The menu at Smoothie King is huge. Some of the smoothies are low-calorie, like the Stay Slim Blends, others are meant to be 'meal replacements' like the Gladiator line. The Hulk drinks are particularly frightening. Billed as 'bulking smoothies,' each has a base of butter pecan ice cream. The small strawberry version has 890 calories, 32 grams of fat, and 128 grams of sugar. The large has 1770 calories, 64 grams of fat, and 256 grams of sugar!
Stick with a small.
Sizes at Smoothie King are kind of out of hand, with a small being a 20-ounce drink, a medium 32 ounces, and a large coming in at a whopping 40 ounces. As you upgrade, calories and carbs can get out of hand fast. For example, a small Coffee High Protein Almond Mocha is 400 calories for a small and 810 for a large.
You're going to feel more full eating whole fruit.
While a smoothie is a nice treat and a seemingly easy way to get your fruits and vegetables, it won't fill you up. In an April 2018 study published in Nutrients, researchers found that energy-containing liquids are less satiating than foods in a small sample size of just 28 participants. Though participants reported feelings of enjoyment of smoothies, eating a whole fruit salad was found to be more filling.
A Smoothie King representative highlighted that it provides a wide range of blends rich in protein to "help keep guests full and power their day" in an email to Eat This, Not That!. "Extra protein can be added to any smoothie on the menu with the addition of high-quality protein powders, nut butters, and more."
Smoothie King started due to the founder's desire for a dairy-free milkshake.
Founded in the 1970s, Smoothie King is the result of founder Steve Kuhnau experiments with mixing fruit, proteins, and other ingredients in a blender at home. According to Grey Journal, Kuhnau had grown up with extreme food allergies to ingredients such as dairy and had a hard time creating full meals around his allergies, and he was jealous he couldn't drink milkshakes. So, he attempted to replicate a shake with fruit, ice, and juice, instead. As a result of drinking the smoothies often, his blood pressure came under control, so he decided to go public to help others like him. The business was sold in 2012 to Wan Kim, a franchisee from Korea who steered the company to healthier smoothies.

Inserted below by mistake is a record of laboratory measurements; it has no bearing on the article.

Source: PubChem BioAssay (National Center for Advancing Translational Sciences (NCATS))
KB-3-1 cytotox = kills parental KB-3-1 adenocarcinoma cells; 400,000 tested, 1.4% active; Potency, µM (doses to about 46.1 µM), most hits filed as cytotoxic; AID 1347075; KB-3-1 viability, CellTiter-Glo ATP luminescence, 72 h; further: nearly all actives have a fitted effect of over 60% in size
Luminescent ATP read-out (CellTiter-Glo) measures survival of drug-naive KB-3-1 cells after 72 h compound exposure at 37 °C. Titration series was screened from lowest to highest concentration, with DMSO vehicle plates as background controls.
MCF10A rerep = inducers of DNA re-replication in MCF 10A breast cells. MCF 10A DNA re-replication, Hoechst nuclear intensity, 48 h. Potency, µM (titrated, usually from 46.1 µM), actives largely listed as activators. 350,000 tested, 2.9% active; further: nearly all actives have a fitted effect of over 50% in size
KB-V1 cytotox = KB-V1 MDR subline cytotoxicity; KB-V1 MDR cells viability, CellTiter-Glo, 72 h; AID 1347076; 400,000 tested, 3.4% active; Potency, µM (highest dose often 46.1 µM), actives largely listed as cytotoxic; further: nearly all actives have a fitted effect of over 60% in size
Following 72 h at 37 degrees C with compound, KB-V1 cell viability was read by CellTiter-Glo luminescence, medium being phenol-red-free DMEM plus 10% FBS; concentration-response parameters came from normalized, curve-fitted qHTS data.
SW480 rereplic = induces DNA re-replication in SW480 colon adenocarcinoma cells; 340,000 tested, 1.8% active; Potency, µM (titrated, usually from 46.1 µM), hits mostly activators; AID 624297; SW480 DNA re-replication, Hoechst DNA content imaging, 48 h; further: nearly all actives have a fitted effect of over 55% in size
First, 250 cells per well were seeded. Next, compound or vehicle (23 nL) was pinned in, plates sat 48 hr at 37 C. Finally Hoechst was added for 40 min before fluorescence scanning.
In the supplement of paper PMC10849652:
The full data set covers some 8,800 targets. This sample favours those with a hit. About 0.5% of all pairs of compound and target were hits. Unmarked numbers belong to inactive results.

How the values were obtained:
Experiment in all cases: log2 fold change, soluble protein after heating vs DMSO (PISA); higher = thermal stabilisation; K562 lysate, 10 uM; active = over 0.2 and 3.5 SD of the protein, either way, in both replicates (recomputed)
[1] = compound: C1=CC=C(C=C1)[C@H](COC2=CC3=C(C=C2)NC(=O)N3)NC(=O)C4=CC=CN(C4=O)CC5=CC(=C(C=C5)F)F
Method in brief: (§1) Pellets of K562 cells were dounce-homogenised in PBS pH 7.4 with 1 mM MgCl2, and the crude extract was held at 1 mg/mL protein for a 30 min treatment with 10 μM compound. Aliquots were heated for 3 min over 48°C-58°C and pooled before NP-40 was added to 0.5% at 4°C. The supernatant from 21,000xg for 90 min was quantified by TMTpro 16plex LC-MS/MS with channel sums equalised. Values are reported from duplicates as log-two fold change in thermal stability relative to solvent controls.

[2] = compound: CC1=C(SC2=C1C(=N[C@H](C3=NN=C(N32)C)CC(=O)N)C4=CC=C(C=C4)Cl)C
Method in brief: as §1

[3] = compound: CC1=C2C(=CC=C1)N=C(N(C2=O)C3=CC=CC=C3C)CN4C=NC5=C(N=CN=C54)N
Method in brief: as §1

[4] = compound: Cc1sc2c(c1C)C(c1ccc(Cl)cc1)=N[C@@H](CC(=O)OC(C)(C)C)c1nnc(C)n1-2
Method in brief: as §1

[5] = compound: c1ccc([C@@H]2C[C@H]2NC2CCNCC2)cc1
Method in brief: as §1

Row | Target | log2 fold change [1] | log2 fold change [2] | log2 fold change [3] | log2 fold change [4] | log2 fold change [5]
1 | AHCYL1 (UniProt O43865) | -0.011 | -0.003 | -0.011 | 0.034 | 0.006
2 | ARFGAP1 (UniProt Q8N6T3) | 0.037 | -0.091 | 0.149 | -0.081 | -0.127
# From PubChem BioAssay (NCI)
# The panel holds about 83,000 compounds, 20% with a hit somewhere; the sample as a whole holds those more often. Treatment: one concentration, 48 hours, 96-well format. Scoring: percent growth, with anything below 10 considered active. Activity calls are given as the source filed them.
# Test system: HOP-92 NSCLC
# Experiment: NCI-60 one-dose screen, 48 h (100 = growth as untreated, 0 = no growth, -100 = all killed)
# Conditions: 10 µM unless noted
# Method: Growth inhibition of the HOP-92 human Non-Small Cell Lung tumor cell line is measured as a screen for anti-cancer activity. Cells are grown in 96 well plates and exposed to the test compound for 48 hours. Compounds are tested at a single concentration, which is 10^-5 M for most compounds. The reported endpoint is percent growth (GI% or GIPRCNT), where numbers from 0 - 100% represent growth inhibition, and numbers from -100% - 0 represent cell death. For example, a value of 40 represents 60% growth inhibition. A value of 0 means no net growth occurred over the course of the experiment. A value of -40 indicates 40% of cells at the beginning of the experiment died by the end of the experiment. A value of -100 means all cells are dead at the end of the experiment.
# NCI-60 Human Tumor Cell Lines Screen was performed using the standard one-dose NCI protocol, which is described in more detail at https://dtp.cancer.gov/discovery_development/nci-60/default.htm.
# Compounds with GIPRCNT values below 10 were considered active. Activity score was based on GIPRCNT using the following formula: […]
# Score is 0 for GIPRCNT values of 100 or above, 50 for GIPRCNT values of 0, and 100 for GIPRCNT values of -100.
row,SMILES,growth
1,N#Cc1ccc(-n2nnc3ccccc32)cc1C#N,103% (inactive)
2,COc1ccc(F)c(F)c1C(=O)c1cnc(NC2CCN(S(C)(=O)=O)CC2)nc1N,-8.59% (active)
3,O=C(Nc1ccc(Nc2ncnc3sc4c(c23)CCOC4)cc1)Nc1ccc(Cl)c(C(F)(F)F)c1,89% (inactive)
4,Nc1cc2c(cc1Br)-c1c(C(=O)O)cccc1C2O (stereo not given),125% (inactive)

Beware of added sweeteners.
Depending on what you're looking for in a smoothie, it's good to be aware that many of the options in the Slim and Trim line have added sweeteners–specifically Stevia. Stevia is a great alternative to sugar because it doesn't add calories and has a low glycemic index, but many experts have speculated that because artificial sweeteners don't activate the release of satiety hormones, they may lead people to overeat at their next meal.
They make their own protein powder.
If you grab a smoothie, like the Gladiator, to recover from a workout or as a meal replacement, you'll probably add protein powder. According to QSR Magazine, The Gladiator contains Smoothie King's proprietary protein supplement. In addition, Lean1, Nutrition53's best-selling fat-burning supplement can be added as an enhancer to any blend on the menu.
While Smoothie King has select proprietary offerings (meaning you won't know the exact blend of ingredients), a representative told Eat This, Not That! in an email that all of the smoothies on its menu and their ingredients "stay true to our Clean Blends Promise, guaranteeing they do not include artificial flavors, colors, or preservatives."
You can hack a low-carb smoothie.
If you're counting carbs or eating a Paleo diet, smoothie menus can be a challenge to navigate. Luckily, Smoothie King has some great options for hacking a smoothie, such as removing the Sunwarrior Organic Vegan Protein Blend from the Vegan Dark Chocolate Banana smoothie and adding almonds, Califia Farms Almond Milk, and cold brew coffee.